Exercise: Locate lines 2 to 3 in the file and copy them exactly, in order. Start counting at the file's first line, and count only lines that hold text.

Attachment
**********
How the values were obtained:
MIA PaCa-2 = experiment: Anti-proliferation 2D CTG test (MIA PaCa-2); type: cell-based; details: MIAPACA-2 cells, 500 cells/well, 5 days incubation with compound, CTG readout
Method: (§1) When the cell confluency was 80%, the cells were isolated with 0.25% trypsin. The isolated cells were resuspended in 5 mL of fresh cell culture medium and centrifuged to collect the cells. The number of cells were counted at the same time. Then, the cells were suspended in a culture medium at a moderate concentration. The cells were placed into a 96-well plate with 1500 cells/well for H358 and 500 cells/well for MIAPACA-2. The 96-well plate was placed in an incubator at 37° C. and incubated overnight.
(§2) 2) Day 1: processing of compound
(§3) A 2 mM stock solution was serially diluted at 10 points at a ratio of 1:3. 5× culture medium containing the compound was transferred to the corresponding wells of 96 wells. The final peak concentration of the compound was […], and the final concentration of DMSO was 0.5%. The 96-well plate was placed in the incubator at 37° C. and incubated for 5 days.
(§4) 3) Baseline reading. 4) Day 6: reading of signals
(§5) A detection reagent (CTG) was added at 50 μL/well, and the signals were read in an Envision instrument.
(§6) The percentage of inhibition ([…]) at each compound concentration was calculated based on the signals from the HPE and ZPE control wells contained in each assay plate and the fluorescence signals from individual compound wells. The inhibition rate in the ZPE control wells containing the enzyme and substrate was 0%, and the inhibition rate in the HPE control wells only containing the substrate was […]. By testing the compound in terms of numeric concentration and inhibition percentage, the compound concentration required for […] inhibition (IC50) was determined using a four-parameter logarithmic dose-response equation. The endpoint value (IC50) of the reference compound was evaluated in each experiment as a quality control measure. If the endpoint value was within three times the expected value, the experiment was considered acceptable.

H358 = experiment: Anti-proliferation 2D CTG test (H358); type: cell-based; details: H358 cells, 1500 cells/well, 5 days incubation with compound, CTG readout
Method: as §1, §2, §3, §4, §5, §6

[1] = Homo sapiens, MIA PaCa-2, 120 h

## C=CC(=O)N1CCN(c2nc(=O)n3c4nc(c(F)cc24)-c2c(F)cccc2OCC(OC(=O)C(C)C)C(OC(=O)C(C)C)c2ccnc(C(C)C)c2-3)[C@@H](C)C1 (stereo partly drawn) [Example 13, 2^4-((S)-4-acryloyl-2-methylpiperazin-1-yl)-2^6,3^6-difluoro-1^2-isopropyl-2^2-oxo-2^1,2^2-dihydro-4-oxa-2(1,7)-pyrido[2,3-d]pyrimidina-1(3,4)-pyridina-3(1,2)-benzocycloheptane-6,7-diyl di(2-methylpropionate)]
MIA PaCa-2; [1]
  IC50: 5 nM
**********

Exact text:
MIA PaCa-2 = experiment: Anti-proliferation 2D CTG test (MIA PaCa-2); type: cell-based; details: MIAPACA-2 cells, 500 cells/well, 5 days incubation with compound, CTG readout
Method: (§1) When the cell confluency was 80%, the cells were isolated with 0.25% trypsin. The isolated cells were resuspended in 5 mL of fresh cell culture medium and centrifuged to collect the cells. The number of cells were counted at the same time. Then, the cells were suspended in a culture medium at a moderate concentration. The cells were placed into a 96-well plate with 1500 cells/well for H358 and 500 cells/well for MIAPACA-2. The 96-well plate was placed in an incubator at 37° C. and incubated overnight.